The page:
A new report, entitled Reforming Women's Justice, has been published in the UK by the Women's Justice Taskforce and the Prison Reform Trust. It recommends changes to be made in how women's offending is addressed, especially since the number of women in prison has more than doubled in the last 15 years.
It suggests that many of the underlying causes of female offending lies outside the criminal justice system, in areas such as health, housing and drug treatment:
"Better national provision of women-focussed community disposals could result in more successful completion of community orders, lower rates of re-offending and fewer women being sent to prison. In particular, women’s centers, which enable women to address the causes of their offending and at the same time maintain responsibility for their children, should be employed more widely..."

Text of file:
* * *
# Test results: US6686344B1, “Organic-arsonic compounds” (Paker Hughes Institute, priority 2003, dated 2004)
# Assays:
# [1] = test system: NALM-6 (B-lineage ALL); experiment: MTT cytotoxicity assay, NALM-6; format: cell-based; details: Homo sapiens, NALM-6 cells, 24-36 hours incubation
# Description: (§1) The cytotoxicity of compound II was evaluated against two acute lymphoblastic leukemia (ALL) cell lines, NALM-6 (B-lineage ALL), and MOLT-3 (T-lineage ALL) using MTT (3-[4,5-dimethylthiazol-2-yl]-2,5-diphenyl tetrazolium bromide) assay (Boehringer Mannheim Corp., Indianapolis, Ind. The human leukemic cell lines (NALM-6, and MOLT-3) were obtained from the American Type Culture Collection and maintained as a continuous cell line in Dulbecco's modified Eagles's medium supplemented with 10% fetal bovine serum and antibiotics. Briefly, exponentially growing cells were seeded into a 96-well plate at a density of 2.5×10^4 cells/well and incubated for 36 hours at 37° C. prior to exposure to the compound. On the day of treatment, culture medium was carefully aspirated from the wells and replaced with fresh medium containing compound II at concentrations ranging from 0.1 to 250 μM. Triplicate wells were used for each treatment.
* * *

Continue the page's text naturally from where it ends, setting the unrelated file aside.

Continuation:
The recidivism rate for women is 54% within one year and this increases to 64% for those who have served sentences of less than one year. In addition to this, the average annual cost of keeping a woman in prison is £56,415, and the cost of a community sentence is approximately £10,000-£15,000 per programme.
The report recommends that some women's prisons be closed and funds be redirected to womens' centres where issues can be addressed in more appropriate ways.
The report wants to take the lessons learned from the reform of the youth justice system and apply them to women's justice with the possible establishment of a women's justice agency:
"Any punishment... needs to be appropriate, proportional and support rehabilitation. For many of these women, dealing with their offending in the community, or finding ways to divert them from crime in the first instance, would be a more effective way of meeting those criteria."